When Eragon finds a polished blue stone in the forest, he thinks it is the lucky discovery of a poor farm boy; perhaps it will buy his family meat for the winter. But when the stone brings a dragon hatchling, Eragon realizes he has stumbled upon a legacy nearly as old as the Empire itself. Overnight his simple life is shattered, and he is thrust into a perilous new world of destiny, magic, and power. With only an ancient sword and the advice of an old storyteller for guidance, Eragon and the fledgling dragon must navigate the dangerous terrain and dark enemies of an Empire ruled by a king whose evil knows no bounds. Can Eragon take up the mantle of the legendary Dragon Riders? The fate of the Empire may rest in his hands. . . .
Why I chose this book
It’s one of those fantasy books that everyone else has read, so I decided it was about time I read it too.
I give this book 4 out of 5 stars
This book follows a young lad who finds a dragon egg. When strangers seeking the egg destroy his home, he goes on a revenge mission. The tables turn, and the hunter becomes the hunted. Suitable for young teen readers and upwards, this is a clean book with some battle violence.
I’m a big dragon fan, and Saphira the dragon is definitely a highlight of the book. She’s a great character who we watch develop from a baby through to being a juvenile dragon. She steers Eragon and acts as a voice of reason.
This ties in with another good point – Eragon’s character arc. The boy develops from a young lad who doesn’t know his way in the world, through intense training and learning to bond with his dragon, to becoming an experienced fighter and practitioner of magic. The development is gradual and makes for a good read. Eragon makes mistakes and learns from them, with the help of others wiser than himself.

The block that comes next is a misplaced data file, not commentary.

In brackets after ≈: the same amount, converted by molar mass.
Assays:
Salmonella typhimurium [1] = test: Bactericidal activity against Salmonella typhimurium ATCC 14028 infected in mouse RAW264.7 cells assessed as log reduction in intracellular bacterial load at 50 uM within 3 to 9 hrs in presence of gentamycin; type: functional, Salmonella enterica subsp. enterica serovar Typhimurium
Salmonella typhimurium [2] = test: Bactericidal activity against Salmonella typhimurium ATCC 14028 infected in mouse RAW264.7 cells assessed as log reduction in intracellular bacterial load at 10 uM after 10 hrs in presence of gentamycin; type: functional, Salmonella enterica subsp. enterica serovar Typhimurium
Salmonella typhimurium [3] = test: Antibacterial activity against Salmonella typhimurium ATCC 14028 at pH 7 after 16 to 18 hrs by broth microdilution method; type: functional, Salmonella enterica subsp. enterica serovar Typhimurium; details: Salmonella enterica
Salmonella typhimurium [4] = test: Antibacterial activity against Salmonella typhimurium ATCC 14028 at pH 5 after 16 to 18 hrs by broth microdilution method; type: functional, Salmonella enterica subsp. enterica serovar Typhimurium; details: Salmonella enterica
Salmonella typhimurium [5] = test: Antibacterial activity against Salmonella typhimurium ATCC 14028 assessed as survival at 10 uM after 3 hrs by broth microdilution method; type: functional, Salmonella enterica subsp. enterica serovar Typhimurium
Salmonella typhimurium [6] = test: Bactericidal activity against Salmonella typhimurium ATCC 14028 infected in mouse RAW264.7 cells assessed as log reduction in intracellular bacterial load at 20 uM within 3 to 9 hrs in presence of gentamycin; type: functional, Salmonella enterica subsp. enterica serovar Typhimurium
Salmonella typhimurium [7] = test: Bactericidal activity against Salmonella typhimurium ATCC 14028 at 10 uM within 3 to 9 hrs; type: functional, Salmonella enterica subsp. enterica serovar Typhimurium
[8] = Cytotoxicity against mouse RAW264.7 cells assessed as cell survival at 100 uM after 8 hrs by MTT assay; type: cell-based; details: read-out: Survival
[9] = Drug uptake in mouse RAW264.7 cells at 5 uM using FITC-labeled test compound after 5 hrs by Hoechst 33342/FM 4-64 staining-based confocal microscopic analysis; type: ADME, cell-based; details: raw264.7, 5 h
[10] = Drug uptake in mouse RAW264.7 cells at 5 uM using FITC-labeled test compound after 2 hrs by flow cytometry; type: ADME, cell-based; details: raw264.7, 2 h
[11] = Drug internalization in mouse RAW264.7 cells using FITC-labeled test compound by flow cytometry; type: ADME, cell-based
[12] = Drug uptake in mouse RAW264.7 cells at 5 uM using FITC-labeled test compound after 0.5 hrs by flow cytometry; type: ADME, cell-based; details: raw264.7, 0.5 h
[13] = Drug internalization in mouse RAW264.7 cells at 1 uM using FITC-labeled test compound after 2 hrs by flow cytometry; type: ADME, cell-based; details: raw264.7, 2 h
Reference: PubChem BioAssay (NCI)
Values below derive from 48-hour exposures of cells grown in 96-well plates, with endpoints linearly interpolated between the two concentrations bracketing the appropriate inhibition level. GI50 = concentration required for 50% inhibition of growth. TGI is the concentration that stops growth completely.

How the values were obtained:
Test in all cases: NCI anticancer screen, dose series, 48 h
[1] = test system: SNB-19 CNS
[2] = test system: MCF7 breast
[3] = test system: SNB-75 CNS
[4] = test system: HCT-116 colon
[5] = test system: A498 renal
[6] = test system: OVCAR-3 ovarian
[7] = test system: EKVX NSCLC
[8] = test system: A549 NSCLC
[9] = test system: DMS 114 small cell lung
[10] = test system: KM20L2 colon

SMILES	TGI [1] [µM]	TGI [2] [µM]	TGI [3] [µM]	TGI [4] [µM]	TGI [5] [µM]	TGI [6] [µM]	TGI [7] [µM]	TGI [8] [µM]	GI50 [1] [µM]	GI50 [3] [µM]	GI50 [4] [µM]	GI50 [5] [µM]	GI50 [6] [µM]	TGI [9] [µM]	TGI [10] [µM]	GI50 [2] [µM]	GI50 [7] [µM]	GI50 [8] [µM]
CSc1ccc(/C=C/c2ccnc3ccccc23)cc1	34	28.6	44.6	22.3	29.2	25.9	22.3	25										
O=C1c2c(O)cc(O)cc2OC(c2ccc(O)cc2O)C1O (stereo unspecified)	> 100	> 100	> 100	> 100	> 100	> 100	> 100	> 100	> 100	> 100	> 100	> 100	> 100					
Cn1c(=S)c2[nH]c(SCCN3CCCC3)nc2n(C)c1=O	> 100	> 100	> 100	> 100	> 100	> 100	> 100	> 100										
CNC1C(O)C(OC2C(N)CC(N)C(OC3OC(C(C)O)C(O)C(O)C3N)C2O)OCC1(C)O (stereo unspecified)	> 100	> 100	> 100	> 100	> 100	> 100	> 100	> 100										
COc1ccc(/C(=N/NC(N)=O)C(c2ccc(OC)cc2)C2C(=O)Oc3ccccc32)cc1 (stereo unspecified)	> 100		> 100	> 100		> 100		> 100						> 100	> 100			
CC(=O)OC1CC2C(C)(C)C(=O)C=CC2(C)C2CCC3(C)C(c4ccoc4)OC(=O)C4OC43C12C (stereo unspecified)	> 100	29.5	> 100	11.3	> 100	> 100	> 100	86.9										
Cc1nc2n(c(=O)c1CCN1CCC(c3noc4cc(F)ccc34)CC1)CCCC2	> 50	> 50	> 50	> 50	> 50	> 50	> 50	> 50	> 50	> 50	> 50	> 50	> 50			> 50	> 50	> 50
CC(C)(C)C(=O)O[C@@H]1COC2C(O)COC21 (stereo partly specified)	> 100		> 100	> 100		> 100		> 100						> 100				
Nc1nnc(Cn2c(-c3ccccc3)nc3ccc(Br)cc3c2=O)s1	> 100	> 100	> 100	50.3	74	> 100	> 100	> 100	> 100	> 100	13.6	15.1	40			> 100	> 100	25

The earlier part of the journey with Eragon’s training and chasing down the Razac was the bit I enjoyed the most.
Bad points *contain some spoilers*
The beginning of the book was very wordy and relied on an awful lot of exposition to get the backstory over. It was too much to take in. Descriptions throughout are rather overdone for my personal taste, especially those of people.
The plot sagged in the middle. Eragon caught up with the Razac, who he wanted to kill to get revenge. He realises they are more likely to kill him, and starts running back the way he came. Then he just seems to run around for ages with no particular goal except not getting caught.
So they cross a desert and meet another race of humans, the Varden, and also the dwarfs. And there is a big battle. The battle works well as a climax, but because we only met the Varden late on in the novel, I only really care about Eragon, his dragon, and his friend, Murtagh. So it’s good action, but not much emotion.
Whilst I thought this was a decent read, and I enjoyed the characters and their arcs, the plot as a whole didn’t do much for me. It’s typical high fantasy, learn some magic, fly a dragon, chase the Orcs *cough* I mean Urgals, elves and dwarves, chosen Dragon Rider, prophecy blah blah.
The beginning reminded me of Star Wars and then it turned into “Lord of the Rings with a wishy-washy goal.” If you like that kind of thing, you’ll enjoy it, but don’t expect any major surprises.
I should also say, that if this book is read in the context of it being written by a 15-year-old, it’s pretty amazing, and makes me more inclined to be lenient in respect of the flaws.
I went on to read book two, Eldest, because I’d already picked it up cheaply. However, I would only give Eldest 3 stars out of 5. I found it long-winded, full of complicated names and backstory, and light on plot where Eragon was concerned. The pace was pretty glacial, and then the final battle was squished in at the end. The secondary plot focuses on Eragon’s brother, Roran, and this was more focused and action-packed, but I wasn’t particularly drawn to Roran as a character in himself. In conclusion, I won’t be reading further books in the series given that the second felt like a decline.